It was some of the more disappointing museum news I’ve read in quite a while.
At the end of January, the Syracuse-based Everson Museum announced that it would have to cancel two traveling exhibitions slated for the coming year after racking up a $135,000 operating loss in 2013. If it did nothing, the respected cultural institution would have incurred another $500,000 loss over the next two years.
The tough financial situation at the Everson illustrates a daunting reality about running a regional art museum: that the huge attendance and community interest that high-profile touring exhibitions generate comes at an enormous cost. And sometimes, the long lines those exhibitions generate are not worth bringing your institution to the brink of financial disaster.
Sarah Massett, who is serving as the interim director of the Everson after the departure of former director Steven Kern, said the decision to mount more touring shows grew out of a desire to raise the Everson’s community profile. And even now, staring down a significant deficit and belt-tightening at an already underfunded institution, Massett maintains faith in the value of expensive touring shows such as last year’s “American Moderns” and 2009’s “Turner to Cezanne” – both of which the museum advertised at great expense in Western New York.
“I wouldn’t say it was a mistake. Not at all. I think that the exhibitions have done wonders and have really been a successful strategy to raise the Everson’s public profile in our community and the region,” she said, though she admitted those fell short financially. “The goal right now is to eliminate our deficit and move forward with a balanced budget that will allow us to eventually bring on touring exhibitions in the future.”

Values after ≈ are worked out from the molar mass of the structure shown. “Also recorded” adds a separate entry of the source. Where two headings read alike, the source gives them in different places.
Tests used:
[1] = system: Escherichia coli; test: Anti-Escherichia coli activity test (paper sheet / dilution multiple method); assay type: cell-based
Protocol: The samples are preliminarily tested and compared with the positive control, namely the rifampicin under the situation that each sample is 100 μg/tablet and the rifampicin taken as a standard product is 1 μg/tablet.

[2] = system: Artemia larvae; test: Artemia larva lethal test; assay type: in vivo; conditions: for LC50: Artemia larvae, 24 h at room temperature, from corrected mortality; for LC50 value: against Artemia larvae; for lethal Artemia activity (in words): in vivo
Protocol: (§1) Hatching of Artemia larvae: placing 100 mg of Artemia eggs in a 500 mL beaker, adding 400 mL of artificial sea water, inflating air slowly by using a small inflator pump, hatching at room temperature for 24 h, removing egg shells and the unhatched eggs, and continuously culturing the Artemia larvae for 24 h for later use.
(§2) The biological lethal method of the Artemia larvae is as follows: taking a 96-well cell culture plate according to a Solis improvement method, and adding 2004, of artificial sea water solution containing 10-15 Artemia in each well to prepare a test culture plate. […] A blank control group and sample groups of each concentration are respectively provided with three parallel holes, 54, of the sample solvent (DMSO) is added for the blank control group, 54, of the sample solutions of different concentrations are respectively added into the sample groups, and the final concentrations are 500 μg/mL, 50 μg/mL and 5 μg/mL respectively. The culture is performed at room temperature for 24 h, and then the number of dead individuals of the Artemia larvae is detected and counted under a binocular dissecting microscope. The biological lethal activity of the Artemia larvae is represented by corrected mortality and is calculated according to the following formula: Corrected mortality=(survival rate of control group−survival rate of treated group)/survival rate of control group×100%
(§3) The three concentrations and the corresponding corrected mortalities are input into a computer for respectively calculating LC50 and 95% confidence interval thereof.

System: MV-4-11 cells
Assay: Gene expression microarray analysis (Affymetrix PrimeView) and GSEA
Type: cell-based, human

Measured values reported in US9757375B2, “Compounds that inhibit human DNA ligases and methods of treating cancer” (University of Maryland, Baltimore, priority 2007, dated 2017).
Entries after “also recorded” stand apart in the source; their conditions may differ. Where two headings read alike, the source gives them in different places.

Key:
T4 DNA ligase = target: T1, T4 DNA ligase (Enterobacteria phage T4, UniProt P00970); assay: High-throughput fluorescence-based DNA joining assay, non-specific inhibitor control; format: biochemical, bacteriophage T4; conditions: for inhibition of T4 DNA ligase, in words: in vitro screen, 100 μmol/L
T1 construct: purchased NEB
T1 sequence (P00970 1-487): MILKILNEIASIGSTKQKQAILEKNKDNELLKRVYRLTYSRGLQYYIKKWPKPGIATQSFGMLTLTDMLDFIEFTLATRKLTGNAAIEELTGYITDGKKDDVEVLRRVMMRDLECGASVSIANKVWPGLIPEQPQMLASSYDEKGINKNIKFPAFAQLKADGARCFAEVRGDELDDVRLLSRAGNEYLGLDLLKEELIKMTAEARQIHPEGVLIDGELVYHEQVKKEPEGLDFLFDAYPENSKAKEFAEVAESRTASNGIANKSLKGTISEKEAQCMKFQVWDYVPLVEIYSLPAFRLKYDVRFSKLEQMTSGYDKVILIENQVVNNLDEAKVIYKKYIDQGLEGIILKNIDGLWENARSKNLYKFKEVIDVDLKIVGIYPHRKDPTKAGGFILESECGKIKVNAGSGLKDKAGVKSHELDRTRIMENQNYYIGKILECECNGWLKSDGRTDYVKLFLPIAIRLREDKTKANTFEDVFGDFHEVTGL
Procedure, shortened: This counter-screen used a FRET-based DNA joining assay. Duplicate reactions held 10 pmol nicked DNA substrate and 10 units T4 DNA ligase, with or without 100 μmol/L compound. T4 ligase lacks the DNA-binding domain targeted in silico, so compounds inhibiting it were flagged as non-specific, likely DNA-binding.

But the Everson’s enforced break from hosting touring shows with mega-budgets might turn out to be a good thing. The Albright-Knox Art Gallery, which produced a string of popular but obscenely expensive “blockbuster” exhibitions through the 1990s, found itself in a similar though somewhat less dire financial position when Louis Grachos arrived to run the museum in 2002.
It didn’t take Grachos long to figure out that the blockbuster shows were the problem. In short order, he turned the curatorial focus of the Albright-Knox inward on its own collection, initiating an increasingly creative series of collection-focused shows that aired out the gallery’s vaults in surprising and sometimes even mind-blowing ways.
As one of the most perceptive museum directors working today, Grachos saw that the way to financial stability was in scaling back on tours, mounting unorthodox homegrown exhibitions and producing innovative events such as Gusto at the Gallery and collaborations on the order of Beyond/In Western New York.
“The thing that was a little bit disconcerting for me was that there was this reliance or hope that somehow the touring blockbuster shows were the answer,” Grachos said during his exit interview in 2012. “My point was: Wait a minute. We’ve got one of the great collections in the world. People who love and know modern and contemporary art will come from great distances to see this collection, so why not start that way?”
The Everson’s challenge today is much different than the Albright-Knox’s was in 2002. For one thing, its collection doesn’t have the depth or international regard of the trove of masterpieces in the Albright-Knox. For another, it is directorless and in need of inspiration and guidance from a new leader.
But it has a world-renowned ceramics collection, a gorgeous building designed by I.M. Pei and plenty of opportunity to mount innovative collaborations with the broader community. It’s already done so to great effect with past projects like “The Other New York” and is sure to do so again in the future.
“We’re just interested in doing what’s best for the museum’s financial health and serve the interests of our community,” Massett said. Right now, that means relying less on budget-busting tours and finding new ways to promote the inestimable worth of what it already has.